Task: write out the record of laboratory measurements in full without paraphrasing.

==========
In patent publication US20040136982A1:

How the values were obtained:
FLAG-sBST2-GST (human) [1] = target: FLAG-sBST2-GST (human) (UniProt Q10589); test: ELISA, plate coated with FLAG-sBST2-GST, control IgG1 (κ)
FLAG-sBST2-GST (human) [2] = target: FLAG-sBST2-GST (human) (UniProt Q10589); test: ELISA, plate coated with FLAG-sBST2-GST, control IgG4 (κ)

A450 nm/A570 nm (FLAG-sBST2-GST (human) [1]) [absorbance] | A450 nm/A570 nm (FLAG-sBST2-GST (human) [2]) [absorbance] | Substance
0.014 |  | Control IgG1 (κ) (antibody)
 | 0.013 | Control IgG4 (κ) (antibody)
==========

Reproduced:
In patent publication US20040136982A1:

How the values were obtained:
FLAG-sBST2-GST (human) [1] = target: FLAG-sBST2-GST (human) (UniProt Q10589); test: ELISA, plate coated with FLAG-sBST2-GST, control IgG1 (κ)
FLAG-sBST2-GST (human) [2] = target: FLAG-sBST2-GST (human) (UniProt Q10589); test: ELISA, plate coated with FLAG-sBST2-GST, control IgG4 (κ)

A450 nm/A570 nm (FLAG-sBST2-GST (human) [1]) [absorbance] | A450 nm/A570 nm (FLAG-sBST2-GST (human) [2]) [absorbance] | Substance
0.014 |  | Control IgG1 (κ) (antibody)
 | 0.013 | Control IgG4 (κ) (antibody)